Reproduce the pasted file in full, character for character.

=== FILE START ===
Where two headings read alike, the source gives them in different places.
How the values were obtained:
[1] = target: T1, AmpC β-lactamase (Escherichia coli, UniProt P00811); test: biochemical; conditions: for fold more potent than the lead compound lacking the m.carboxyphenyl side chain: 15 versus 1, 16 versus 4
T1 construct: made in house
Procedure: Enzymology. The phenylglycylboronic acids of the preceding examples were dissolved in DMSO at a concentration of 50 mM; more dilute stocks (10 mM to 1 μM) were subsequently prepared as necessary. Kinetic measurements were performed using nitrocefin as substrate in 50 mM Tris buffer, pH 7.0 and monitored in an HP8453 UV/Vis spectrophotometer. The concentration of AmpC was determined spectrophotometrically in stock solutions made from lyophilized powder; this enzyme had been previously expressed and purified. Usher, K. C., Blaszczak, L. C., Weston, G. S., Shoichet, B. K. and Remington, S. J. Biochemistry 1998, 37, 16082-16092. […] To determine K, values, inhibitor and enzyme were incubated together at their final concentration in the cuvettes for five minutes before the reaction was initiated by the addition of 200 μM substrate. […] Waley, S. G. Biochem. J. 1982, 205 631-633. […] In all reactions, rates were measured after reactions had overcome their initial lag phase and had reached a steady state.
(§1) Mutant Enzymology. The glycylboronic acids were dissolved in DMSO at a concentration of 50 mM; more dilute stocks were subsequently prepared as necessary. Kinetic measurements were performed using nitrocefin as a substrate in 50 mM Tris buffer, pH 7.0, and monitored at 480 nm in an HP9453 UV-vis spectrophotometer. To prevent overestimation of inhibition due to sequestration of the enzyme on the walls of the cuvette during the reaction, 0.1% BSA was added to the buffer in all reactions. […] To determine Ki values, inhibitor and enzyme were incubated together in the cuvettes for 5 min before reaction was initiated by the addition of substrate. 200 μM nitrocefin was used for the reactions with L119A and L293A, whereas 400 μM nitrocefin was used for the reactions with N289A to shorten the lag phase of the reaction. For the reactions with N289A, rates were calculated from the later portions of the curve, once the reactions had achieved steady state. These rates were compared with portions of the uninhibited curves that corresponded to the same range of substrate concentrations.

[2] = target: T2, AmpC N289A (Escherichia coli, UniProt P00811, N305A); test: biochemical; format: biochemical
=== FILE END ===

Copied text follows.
Where two headings read alike, the source gives them in different places.
How the values were obtained:
[1] = target: T1, AmpC β-lactamase (Escherichia coli, UniProt P00811); test: biochemical; conditions: for fold more potent than the lead compound lacking the m.carboxyphenyl side chain: 15 versus 1, 16 versus 4
T1 construct: made in house
Procedure: Enzymology. The phenylglycylboronic acids of the preceding examples were dissolved in DMSO at a concentration of 50 mM; more dilute stocks (10 mM to 1 μM) were subsequently prepared as necessary. Kinetic measurements were performed using nitrocefin as substrate in 50 mM Tris buffer, pH 7.0 and monitored in an HP8453 UV/Vis spectrophotometer. The concentration of AmpC was determined spectrophotometrically in stock solutions made from lyophilized powder; this enzyme had been previously expressed and purified. Usher, K. C., Blaszczak, L. C., Weston, G. S., Shoichet, B. K. and Remington, S. J. Biochemistry 1998, 37, 16082-16092. […] To determine K, values, inhibitor and enzyme were incubated together at their final concentration in the cuvettes for five minutes before the reaction was initiated by the addition of 200 μM substrate. […] Waley, S. G. Biochem. J. 1982, 205 631-633. […] In all reactions, rates were measured after reactions had overcome their initial lag phase and had reached a steady state.
(§1) Mutant Enzymology. The glycylboronic acids were dissolved in DMSO at a concentration of 50 mM; more dilute stocks were subsequently prepared as necessary. Kinetic measurements were performed using nitrocefin as a substrate in 50 mM Tris buffer, pH 7.0, and monitored at 480 nm in an HP9453 UV-vis spectrophotometer. To prevent overestimation of inhibition due to sequestration of the enzyme on the walls of the cuvette during the reaction, 0.1% BSA was added to the buffer in all reactions. […] To determine Ki values, inhibitor and enzyme were incubated together in the cuvettes for 5 min before reaction was initiated by the addition of substrate. 200 μM nitrocefin was used for the reactions with L119A and L293A, whereas 400 μM nitrocefin was used for the reactions with N289A to shorten the lag phase of the reaction. For the reactions with N289A, rates were calculated from the later portions of the curve, once the reactions had achieved steady state. These rates were compared with portions of the uninhibited curves that corresponded to the same range of substrate concentrations.

[2] = target: T2, AmpC N289A (Escherichia coli, UniProt P00811, N305A); test: biochemical; format: biochemical